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1972 Army Law. 1 (1972)

handle is hein.journals/armylaw1972 and id is 1 raw text is: PUBLISHED BY: THE JUDGE ADVOCATE GENERAL'S SCHOOL

2 - NUMBER 1 - JANUARY 1972


On 30 November 1971, General Prugh ad-
dressed the Army Commander's Conference
concerning Military Justice-Theory and
Practice-Its Current State. The following
are excerpts from his remarks:
In our military justice system, the military
is responsible for its own internal law en-
forcement, performed by personnel who are
themselves subject to that military law. This
system is presently under attack from ele-
ments of Congress, from minority groups,
and even from its own ranks. Many advocate
substitution of Federal civilian courts for
military tribunals. Senator Bayh said in early
1971, The need for reform of this system is
more critical than ever before, and he and
Senator Hatfield and Representative Bennett
have introduced comprehensive reform pro-
Meanwhile, the Black Caucus reports a
widespread belief that black soldiers cannot
get a fair trial, are too frequently and dis-
proportionately placed in pretrial confinement
or given nonjudicial punishment, have too
few black judges and counsel, are taken ad-
vantage of in administrative discharges.
The first question that must be answered
for commanders is whether the military jus-
tice system is working. Is it doing the job of
ridding the service of bad actors, correcting
the rehabilitable, punishing, the wrongdoer?
If this is measured by the volume of persons
Distribution of The Army Lawyer is one
to each active duty Army judge advocate and
Department of the Army civilian, attorney.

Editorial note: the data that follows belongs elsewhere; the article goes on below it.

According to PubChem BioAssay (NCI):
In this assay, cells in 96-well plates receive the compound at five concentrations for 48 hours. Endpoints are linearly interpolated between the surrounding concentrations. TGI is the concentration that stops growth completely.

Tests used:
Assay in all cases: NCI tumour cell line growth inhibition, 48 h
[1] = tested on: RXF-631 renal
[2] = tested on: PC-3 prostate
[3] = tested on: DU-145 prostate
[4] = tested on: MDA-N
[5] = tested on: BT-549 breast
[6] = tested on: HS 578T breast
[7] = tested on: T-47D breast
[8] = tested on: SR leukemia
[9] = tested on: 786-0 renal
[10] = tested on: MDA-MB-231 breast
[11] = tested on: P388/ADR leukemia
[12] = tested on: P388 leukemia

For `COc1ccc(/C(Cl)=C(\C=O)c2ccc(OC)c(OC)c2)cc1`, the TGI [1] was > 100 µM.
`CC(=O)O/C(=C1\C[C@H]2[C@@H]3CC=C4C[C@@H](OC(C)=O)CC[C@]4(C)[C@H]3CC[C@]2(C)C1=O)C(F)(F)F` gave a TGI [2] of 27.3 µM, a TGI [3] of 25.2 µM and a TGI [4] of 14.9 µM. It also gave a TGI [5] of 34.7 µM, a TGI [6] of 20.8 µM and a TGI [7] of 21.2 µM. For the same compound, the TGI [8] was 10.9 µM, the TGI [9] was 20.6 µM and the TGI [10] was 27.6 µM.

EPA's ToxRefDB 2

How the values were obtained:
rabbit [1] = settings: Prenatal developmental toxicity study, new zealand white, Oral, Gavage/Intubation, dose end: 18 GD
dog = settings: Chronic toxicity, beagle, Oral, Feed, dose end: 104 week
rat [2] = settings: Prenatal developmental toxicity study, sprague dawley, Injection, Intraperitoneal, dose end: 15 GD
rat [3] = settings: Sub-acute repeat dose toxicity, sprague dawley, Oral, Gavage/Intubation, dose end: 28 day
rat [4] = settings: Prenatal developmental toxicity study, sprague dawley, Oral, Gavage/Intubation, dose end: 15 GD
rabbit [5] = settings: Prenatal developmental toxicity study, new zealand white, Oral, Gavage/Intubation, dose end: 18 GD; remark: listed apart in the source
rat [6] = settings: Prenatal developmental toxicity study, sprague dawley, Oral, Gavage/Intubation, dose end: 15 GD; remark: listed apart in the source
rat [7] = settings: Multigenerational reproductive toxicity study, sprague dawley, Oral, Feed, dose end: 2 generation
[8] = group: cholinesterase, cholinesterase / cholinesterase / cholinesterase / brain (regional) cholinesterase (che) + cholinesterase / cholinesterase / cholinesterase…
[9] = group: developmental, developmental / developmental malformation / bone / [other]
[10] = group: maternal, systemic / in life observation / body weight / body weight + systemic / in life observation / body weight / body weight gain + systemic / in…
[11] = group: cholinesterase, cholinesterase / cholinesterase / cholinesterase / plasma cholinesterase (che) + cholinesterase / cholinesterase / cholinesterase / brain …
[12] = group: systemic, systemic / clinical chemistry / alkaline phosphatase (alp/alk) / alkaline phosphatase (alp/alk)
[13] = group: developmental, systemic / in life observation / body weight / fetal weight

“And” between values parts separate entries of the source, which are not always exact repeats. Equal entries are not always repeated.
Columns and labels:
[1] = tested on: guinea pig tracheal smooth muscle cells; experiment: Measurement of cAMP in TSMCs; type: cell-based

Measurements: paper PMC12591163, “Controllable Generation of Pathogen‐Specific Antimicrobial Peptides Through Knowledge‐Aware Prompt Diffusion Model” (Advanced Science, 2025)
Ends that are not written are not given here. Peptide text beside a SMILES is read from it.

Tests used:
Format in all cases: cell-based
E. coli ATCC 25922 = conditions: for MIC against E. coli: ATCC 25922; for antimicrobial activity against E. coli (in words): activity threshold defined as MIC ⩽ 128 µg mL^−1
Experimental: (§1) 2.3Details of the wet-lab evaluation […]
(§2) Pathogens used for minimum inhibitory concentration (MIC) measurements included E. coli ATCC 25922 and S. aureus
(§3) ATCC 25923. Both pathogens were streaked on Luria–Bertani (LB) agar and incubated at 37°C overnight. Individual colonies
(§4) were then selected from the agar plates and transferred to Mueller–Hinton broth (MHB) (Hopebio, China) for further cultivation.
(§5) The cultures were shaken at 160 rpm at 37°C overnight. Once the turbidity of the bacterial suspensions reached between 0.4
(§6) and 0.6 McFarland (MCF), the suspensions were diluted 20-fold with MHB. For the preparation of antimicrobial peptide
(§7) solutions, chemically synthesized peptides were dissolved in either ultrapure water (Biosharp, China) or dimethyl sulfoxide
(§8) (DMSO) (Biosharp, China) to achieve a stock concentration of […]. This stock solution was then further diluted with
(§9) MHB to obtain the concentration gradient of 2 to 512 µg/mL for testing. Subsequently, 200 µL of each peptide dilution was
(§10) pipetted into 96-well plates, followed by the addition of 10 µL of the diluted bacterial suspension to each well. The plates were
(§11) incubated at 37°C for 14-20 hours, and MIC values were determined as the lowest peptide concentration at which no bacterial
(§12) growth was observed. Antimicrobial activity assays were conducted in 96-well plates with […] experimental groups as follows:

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tried, convicted, considered for elimination
for misconduct, and punished with nonjudi-
cial punishment, then the answer is clear:
The system is working remarkably well.
Some of the attacks on the military justice
system have come from its own people, not
just from those who want to reform it, dras-
tically limit it, or do away with it altogether.
Some of these in-service criticisms are com-
pletely valid. In my view it does take too long
to try the average case, and steps are being
taken to improve in this area. And it is true
that the present system does not operate on
its own to familiarize military personnel with
its workings. Partly as a result of the in-
service criticisms, the Chief of Staff directed
an evaluation of the effectiveness of the ad-
ministration of military justice, and an Ad
Hoc Committee, chaired by Major General
S. H. Matheson, conducted the study. Almost
simultaneously, a Report on the American
Soldier in Vietnam dealt also with the sub-
ject. Both reports agreed that there is a crisis
in confidence in the Code, but that the Code
does work.
Responsibility for these explanations must
fall on the military lawyers themselves. I do
not believe that they have provided adequate
instructional tools to the line officers admin-
istering the Code. The Manual for Courts-
Martial itself has become a book by lawyers
for lawyers, rather than the useful and handy
guide for unit officers that it once was.
Two areas in the administration of justice,
in particular, seem to have caused concern:
Nonjudicial punishment under Article 15 of
the Uniform Code and, because of its connec-
tion with the unique problems of drug abuse,
the power of a commander to authorize a
search and seizure.

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